mesh-toothed closure was not invented until 1913.
   Carlson said men's dress didn't change much for decades, but the machine stitching cinched it
was clothing from this century.
   "We would need to do a finer analysis of the fabric to pinpoint it," she said.
   Or, the puzzle could be solved by the boy's footwear.
   He had a pair of Marshall Field's boots with the style number stamped inside. Police have sent
the boots to Marshall Field's main store in Chicago to see if someone could find out when model
No. 316 was made. Jason said the boots were high-topped leather with no shoelaces.
   "If they can give us a window, maybe we can figure it out and notify the next-of-kin," Triplett
said. "Somewhere, somebody has been wondering for a long time what happened to this kid."
   But now that investigators suspect the body may have been in the cave as long as 100 years,
identifying next-of-kin could be impossible.
   "It's obvious that he was in that location for a long time," said Utah State Chief Medical
Examiner Todd Grey. "These are some dried-out looking bones."
   He said the boy was mostly Caucasian with some American Indian features -- a broad nose
and a wide, strong jaw. Grey said his growth plates had not fused yet, so he knows the boy was
no older than 16, but probably closer to 14. There was no tissue left on the bones.
   His skull shows a fracture from a blow that either occurred just before death or immediately
after because the head had swelled, pushing the skull outward, Grey said.
   Triplett said he doesn't think the boy was murdered because of the blankets found with the
body and because it would have taken probably two people, a rope and a lot of work to haul
him up the 200-foot rock face to the cave and wall him in.
   "It would have been a lot easier just to bury him," he said.
   Townspeople have been touched by more than the mechanics of the death: The skeleton with
his hand-stitched quilt has sent some, such as Jason and Jesse's mothers and grandmothers, on a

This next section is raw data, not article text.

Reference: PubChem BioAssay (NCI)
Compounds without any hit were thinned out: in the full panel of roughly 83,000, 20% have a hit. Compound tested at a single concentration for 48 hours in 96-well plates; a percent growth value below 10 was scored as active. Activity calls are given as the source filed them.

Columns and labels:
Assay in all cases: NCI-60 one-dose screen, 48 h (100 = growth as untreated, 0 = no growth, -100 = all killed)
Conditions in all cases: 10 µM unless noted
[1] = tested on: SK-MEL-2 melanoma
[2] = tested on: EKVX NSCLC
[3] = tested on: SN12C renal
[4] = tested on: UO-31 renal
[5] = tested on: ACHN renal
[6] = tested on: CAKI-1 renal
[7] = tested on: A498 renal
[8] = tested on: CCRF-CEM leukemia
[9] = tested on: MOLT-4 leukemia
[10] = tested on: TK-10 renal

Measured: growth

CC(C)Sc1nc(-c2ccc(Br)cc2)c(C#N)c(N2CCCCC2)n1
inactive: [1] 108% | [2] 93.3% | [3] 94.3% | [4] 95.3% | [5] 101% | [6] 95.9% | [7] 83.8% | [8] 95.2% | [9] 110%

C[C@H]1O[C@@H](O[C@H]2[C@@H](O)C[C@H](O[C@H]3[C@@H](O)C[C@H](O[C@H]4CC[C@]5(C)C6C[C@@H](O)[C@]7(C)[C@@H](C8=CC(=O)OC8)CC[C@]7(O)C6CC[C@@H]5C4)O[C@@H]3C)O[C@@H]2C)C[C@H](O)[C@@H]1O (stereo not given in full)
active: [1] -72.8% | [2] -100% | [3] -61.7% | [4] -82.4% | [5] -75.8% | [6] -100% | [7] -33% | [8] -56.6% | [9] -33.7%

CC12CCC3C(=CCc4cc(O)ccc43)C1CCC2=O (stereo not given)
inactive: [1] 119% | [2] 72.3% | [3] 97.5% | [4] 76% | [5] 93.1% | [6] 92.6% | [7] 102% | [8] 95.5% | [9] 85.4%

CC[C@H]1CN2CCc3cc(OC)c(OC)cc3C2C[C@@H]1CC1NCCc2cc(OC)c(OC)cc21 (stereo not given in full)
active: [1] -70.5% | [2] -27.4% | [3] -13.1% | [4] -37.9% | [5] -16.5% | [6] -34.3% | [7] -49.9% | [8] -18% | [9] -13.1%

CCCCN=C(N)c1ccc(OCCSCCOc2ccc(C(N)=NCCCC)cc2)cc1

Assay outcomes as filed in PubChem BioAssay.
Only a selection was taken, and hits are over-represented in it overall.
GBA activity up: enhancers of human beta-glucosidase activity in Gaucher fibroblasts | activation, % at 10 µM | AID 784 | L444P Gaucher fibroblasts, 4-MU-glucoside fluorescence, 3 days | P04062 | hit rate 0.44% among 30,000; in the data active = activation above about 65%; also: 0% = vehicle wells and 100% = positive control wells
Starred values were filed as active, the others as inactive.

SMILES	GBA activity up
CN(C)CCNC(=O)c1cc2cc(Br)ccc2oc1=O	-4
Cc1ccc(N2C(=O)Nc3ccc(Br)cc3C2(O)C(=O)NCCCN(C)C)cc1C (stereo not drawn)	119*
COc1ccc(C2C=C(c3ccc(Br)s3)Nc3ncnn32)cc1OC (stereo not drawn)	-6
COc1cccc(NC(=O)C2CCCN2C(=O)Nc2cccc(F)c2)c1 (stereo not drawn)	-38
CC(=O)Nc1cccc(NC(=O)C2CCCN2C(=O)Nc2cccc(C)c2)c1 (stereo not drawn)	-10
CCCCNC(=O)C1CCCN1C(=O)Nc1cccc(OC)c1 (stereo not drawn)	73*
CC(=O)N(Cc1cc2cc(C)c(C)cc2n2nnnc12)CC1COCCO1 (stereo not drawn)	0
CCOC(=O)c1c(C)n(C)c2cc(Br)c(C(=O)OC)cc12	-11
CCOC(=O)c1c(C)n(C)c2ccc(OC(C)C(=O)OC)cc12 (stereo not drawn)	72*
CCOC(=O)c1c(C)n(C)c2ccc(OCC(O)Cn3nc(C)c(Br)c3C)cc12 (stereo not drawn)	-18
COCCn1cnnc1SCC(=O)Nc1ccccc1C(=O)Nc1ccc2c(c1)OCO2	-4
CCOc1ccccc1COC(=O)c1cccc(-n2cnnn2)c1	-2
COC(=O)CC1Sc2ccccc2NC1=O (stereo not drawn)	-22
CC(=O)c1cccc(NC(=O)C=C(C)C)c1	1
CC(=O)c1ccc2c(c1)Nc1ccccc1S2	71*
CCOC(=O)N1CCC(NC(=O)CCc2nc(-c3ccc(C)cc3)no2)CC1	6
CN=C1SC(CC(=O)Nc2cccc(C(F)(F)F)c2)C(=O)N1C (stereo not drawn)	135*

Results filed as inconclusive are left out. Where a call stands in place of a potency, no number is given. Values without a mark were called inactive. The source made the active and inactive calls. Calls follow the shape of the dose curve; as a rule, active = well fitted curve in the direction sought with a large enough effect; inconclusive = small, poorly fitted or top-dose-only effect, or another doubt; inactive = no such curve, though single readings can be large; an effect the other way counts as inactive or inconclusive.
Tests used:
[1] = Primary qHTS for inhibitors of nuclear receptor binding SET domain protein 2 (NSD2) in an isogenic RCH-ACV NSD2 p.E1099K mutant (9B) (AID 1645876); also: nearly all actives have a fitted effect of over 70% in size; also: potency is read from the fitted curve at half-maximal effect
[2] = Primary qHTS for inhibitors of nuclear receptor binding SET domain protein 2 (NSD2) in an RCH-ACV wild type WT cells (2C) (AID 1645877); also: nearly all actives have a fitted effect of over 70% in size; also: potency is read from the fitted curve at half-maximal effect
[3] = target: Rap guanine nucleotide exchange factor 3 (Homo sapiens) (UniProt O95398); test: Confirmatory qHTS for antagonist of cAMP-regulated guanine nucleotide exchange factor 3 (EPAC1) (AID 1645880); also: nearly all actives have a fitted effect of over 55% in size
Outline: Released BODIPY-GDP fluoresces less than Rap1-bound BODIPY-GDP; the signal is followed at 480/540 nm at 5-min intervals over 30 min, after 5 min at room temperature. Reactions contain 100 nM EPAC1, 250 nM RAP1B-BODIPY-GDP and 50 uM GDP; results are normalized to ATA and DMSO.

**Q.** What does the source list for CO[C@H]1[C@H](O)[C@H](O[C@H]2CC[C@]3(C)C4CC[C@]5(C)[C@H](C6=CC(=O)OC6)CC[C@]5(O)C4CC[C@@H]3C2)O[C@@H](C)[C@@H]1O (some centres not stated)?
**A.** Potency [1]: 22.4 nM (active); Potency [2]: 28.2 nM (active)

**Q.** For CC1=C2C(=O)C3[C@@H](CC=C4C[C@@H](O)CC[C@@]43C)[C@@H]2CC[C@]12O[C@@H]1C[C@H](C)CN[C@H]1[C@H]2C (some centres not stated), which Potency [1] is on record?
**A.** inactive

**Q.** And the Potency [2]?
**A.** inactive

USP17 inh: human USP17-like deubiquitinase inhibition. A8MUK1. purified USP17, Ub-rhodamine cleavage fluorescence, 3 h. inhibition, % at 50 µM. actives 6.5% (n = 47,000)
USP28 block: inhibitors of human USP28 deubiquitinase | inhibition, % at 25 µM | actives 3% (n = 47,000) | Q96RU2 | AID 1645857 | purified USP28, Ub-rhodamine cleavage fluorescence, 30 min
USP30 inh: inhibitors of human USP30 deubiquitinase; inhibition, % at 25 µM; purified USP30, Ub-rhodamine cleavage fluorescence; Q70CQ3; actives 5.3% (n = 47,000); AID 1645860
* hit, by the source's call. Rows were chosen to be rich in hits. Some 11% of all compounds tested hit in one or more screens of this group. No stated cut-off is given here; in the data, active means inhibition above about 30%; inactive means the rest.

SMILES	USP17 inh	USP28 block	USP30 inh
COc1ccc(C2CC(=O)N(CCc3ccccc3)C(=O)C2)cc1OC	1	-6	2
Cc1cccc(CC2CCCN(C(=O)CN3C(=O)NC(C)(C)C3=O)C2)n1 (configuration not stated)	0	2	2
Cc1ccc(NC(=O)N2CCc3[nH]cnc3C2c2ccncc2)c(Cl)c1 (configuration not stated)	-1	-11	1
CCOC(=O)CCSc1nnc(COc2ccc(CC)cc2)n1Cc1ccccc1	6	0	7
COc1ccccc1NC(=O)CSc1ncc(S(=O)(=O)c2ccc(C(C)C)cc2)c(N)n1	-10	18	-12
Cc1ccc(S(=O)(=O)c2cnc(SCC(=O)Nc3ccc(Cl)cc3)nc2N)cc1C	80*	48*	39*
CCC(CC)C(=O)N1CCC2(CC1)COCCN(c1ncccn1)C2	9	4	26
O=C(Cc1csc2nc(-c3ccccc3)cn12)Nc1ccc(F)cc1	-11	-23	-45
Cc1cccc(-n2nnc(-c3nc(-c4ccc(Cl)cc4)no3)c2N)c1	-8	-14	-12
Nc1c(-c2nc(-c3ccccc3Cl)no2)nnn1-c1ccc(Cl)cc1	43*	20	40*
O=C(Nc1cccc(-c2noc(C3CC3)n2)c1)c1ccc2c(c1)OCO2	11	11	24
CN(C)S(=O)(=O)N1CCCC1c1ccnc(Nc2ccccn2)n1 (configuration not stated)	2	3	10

quest to find out who this boy was -- who loved him, who took care of him and who lost him.
   But there are no mentions of lost boys in the local history books.
   St. George didn't see a lot of homicides in the last decades of the 19th century or the early
decades of the 20th century either. But the ones they had were memorable:
   A man named Forest killed a mine overseer in Silver Reef, and a St. George mob then
lynched him.
   Two men killed each other in a shootout.
   Two cattle rustlers were executed.
   A father shot his daughter's lover and then shot himself.
   And a rancher was killed at home by a friend.
   Police plan to go through old copies of The Washington County News once they determine an
age to see if there are any reports of missing children.
   In the meantime, the three boys who found the skeleton are trying to find their own answers.
They feel a kinship to the boy because he is close to their own ages. And perhaps a ghost led
them to the long-lost grave.
   "Maybe he came out on horseback," Jason said. "Maybe he was some kid on a farm who
worked really hard -- like slave labor. Maybe he ran away from home."
   "Maybe he was checking out a new site for his family," Jesse said. "Or maybe he was brought
up from Las Vegas by gangsters."
   "It just doesn't make sense," Cody said. "Why didn't anybody find him?"